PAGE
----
Miyachi et al. randomly allocated 33 patients who underwent distal gastrectomy for stomach cancer into two groups: 15 patients to the cystine/theanine administration group (C/T group) and 18 patients to the placebo administration group (control group). The C/T group received oral administration of 700 mg of cystine and 280 mg of theanine for 10 consecutive days (until POD5) from 5 days before surgery including the day of surgery, and the control group received placebo administration [13]. The other postoperative management was the same, and time-course blood sampling and REE measurement were performed. Blood interleukin (IL)-6 and CRP reached the maximum levels on the day following surgery, then decreased thereafter, but IL-6 was significantly lower in the C/T group on POD4, and CRP decreased to a significantly low level on POD7, demonstrating recovery. Regarding changes in body temperature, it remained lower in the C/T group than in the control group throughout the course and became significantly lower on POD5. The blood lymphocyte count decreased to approximately 30% of that before surgery on POD1 and recovered thereafter, but recovery was faster in the C/T group, and the difference was significant on POD7 (control group 57.9% vs. C/T group 71.2%). In contrast to the lymphocyte count, the granulocyte count increased to 150% of that before surgery on POD1, then decreased thereafter, and it was significantly lower in the C/T group on POD7 (control group 128.0% vs. C/T group 114.6%). REE increased after surgery. In the control group, it increased by 1.14 times of that before surgery on POD1, gradually decreased thereafter, and became 0.92 times on POD14. On the other hand, in the C/T group, the ratio was 0.99 on POD1, with no increase, and it was significantly different from that in the control group. It slightly increased thereafter, but the increase was inhibited to a maximum level of 1.06 times, observed only on POD5, and the ratio on POD14 was 0.88, being lower than that before surgery. It was clarified that cystine/theanine inhibit the postoperative increase in calorie consumption similar to early enteral nutrition. Changes in the parameters described above also clarified that cystine/theanine administration promotes early recovery after surgery, which led to clarification of the stress-reducing effects. The stress-reducing effects of 1 g of amino acids similar to those of postoperative early enteral nutrition may improve perioperative management in the future.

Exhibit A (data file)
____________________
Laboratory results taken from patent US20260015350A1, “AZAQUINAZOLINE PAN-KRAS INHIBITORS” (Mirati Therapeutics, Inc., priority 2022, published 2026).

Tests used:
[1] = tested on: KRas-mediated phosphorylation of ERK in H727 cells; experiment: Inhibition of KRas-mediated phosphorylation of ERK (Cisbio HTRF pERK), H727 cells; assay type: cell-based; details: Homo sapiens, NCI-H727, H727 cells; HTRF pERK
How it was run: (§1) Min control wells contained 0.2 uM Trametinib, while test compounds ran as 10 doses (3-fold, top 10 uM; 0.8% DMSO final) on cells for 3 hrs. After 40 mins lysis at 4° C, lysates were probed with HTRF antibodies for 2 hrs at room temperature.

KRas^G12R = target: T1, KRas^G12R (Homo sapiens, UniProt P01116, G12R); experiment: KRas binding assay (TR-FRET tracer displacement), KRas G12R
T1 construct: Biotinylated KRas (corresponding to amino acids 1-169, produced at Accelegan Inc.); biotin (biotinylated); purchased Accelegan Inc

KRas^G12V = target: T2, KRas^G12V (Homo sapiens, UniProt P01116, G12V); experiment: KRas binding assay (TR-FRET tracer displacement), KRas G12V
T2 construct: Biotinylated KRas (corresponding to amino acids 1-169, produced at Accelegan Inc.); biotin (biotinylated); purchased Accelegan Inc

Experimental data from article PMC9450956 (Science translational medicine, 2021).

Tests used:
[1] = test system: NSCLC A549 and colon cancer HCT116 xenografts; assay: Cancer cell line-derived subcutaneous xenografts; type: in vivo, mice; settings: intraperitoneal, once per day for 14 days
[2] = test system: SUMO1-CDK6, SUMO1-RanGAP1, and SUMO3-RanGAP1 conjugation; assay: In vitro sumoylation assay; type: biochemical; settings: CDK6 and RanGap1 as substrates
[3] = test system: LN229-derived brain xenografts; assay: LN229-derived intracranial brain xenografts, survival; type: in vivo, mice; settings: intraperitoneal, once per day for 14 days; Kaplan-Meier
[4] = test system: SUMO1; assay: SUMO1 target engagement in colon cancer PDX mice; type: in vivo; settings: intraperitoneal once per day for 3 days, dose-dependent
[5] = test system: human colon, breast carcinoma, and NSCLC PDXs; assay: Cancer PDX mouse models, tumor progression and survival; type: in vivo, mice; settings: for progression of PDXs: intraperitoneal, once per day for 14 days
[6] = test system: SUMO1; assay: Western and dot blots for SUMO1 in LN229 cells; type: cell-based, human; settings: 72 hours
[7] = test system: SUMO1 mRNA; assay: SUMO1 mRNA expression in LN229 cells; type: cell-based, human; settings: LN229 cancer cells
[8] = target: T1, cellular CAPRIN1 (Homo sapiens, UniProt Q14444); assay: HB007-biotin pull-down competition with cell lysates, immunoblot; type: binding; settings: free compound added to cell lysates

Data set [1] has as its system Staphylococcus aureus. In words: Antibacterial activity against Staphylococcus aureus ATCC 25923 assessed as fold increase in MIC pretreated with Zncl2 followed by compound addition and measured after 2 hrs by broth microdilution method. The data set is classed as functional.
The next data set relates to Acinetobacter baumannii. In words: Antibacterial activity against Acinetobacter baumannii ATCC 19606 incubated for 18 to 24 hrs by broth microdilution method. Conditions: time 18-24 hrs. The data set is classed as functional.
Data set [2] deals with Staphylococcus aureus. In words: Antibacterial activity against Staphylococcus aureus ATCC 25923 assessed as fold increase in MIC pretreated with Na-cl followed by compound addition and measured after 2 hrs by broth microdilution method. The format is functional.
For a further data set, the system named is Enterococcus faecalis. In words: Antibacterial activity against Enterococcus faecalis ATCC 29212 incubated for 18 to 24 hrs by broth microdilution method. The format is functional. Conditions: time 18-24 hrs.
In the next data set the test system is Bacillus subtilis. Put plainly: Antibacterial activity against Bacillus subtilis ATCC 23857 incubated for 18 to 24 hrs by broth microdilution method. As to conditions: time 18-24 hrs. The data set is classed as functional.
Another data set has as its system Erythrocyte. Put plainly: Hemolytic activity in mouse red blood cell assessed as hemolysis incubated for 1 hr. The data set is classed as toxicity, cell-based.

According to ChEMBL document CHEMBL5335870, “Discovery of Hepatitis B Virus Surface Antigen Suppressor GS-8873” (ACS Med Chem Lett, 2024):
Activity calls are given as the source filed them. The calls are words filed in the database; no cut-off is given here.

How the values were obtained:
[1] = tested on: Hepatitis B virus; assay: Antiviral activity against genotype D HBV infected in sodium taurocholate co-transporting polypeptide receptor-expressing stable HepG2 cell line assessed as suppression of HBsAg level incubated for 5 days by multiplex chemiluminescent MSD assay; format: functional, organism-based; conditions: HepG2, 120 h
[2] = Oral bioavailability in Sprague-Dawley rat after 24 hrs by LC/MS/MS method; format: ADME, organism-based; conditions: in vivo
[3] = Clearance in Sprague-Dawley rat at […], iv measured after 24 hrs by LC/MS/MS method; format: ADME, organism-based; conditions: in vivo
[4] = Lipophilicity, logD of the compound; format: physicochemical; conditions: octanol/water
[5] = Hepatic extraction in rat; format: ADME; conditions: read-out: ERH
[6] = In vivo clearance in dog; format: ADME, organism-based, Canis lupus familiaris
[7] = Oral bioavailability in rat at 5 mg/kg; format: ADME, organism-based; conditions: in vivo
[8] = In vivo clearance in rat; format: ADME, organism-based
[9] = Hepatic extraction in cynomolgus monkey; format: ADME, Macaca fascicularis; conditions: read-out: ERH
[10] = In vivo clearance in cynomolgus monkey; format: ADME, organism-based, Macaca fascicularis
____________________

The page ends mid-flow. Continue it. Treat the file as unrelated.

4. Supportive Data of Animal Experiment for Cystine/Theanine

The effects of cystine/theanine in clinical cases were described above. The usefulness has been also reported by animal experiments using a model simulating gastrointestinal surgery and acute inflammation.